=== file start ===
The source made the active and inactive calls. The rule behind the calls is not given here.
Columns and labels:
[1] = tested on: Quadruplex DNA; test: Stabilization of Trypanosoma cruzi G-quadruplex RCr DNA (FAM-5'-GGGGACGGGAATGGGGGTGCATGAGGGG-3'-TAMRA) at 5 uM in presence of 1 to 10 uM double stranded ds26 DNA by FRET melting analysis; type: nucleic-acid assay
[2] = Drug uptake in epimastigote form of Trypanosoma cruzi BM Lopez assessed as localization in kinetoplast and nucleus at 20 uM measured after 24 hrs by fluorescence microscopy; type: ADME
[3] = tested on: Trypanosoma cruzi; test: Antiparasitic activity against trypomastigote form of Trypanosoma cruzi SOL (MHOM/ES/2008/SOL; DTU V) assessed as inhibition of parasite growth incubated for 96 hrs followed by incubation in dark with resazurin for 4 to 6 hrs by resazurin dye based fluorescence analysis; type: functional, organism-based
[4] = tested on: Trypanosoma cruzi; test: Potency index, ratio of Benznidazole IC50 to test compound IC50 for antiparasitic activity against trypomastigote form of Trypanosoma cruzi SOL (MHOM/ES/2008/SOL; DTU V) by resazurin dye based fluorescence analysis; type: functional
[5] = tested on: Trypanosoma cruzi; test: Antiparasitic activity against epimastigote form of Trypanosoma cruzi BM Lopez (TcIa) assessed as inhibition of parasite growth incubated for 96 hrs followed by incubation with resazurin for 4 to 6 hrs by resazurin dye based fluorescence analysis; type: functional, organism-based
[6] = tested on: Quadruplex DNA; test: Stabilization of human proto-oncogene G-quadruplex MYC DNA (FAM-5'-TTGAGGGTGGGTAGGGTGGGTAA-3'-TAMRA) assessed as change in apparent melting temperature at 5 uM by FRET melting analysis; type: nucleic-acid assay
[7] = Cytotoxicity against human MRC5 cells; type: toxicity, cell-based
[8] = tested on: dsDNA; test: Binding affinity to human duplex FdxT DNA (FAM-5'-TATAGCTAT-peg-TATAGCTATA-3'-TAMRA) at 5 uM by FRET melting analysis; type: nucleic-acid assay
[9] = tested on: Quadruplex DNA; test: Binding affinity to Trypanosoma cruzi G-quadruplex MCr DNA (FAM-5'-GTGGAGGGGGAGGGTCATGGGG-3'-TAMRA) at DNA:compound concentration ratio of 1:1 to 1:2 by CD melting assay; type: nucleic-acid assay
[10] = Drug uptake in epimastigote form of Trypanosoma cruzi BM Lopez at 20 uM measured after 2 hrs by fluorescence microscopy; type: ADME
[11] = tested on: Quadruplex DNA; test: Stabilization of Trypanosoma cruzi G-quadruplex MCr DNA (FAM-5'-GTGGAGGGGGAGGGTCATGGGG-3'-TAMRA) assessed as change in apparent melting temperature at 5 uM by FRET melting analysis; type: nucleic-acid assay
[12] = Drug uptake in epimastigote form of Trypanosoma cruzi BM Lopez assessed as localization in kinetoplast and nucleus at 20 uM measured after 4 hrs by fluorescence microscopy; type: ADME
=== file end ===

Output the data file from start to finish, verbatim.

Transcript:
The source made the active and inactive calls. The rule behind the calls is not given here.
Columns and labels:
[1] = tested on: Quadruplex DNA; test: Stabilization of Trypanosoma cruzi G-quadruplex RCr DNA (FAM-5'-GGGGACGGGAATGGGGGTGCATGAGGGG-3'-TAMRA) at 5 uM in presence of 1 to 10 uM double stranded ds26 DNA by FRET melting analysis; type: nucleic-acid assay
[2] = Drug uptake in epimastigote form of Trypanosoma cruzi BM Lopez assessed as localization in kinetoplast and nucleus at 20 uM measured after 24 hrs by fluorescence microscopy; type: ADME
[3] = tested on: Trypanosoma cruzi; test: Antiparasitic activity against trypomastigote form of Trypanosoma cruzi SOL (MHOM/ES/2008/SOL; DTU V) assessed as inhibition of parasite growth incubated for 96 hrs followed by incubation in dark with resazurin for 4 to 6 hrs by resazurin dye based fluorescence analysis; type: functional, organism-based
[4] = tested on: Trypanosoma cruzi; test: Potency index, ratio of Benznidazole IC50 to test compound IC50 for antiparasitic activity against trypomastigote form of Trypanosoma cruzi SOL (MHOM/ES/2008/SOL; DTU V) by resazurin dye based fluorescence analysis; type: functional
[5] = tested on: Trypanosoma cruzi; test: Antiparasitic activity against epimastigote form of Trypanosoma cruzi BM Lopez (TcIa) assessed as inhibition of parasite growth incubated for 96 hrs followed by incubation with resazurin for 4 to 6 hrs by resazurin dye based fluorescence analysis; type: functional, organism-based
[6] = tested on: Quadruplex DNA; test: Stabilization of human proto-oncogene G-quadruplex MYC DNA (FAM-5'-TTGAGGGTGGGTAGGGTGGGTAA-3'-TAMRA) assessed as change in apparent melting temperature at 5 uM by FRET melting analysis; type: nucleic-acid assay
[7] = Cytotoxicity against human MRC5 cells; type: toxicity, cell-based
[8] = tested on: dsDNA; test: Binding affinity to human duplex FdxT DNA (FAM-5'-TATAGCTAT-peg-TATAGCTATA-3'-TAMRA) at 5 uM by FRET melting analysis; type: nucleic-acid assay
[9] = tested on: Quadruplex DNA; test: Binding affinity to Trypanosoma cruzi G-quadruplex MCr DNA (FAM-5'-GTGGAGGGGGAGGGTCATGGGG-3'-TAMRA) at DNA:compound concentration ratio of 1:1 to 1:2 by CD melting assay; type: nucleic-acid assay
[10] = Drug uptake in epimastigote form of Trypanosoma cruzi BM Lopez at 20 uM measured after 2 hrs by fluorescence microscopy; type: ADME
[11] = tested on: Quadruplex DNA; test: Stabilization of Trypanosoma cruzi G-quadruplex MCr DNA (FAM-5'-GTGGAGGGGGAGGGTCATGGGG-3'-TAMRA) assessed as change in apparent melting temperature at 5 uM by FRET melting analysis; type: nucleic-acid assay
[12] = Drug uptake in epimastigote form of Trypanosoma cruzi BM Lopez assessed as localization in kinetoplast and nucleus at 20 uM measured after 4 hrs by fluorescence microscopy; type: ADME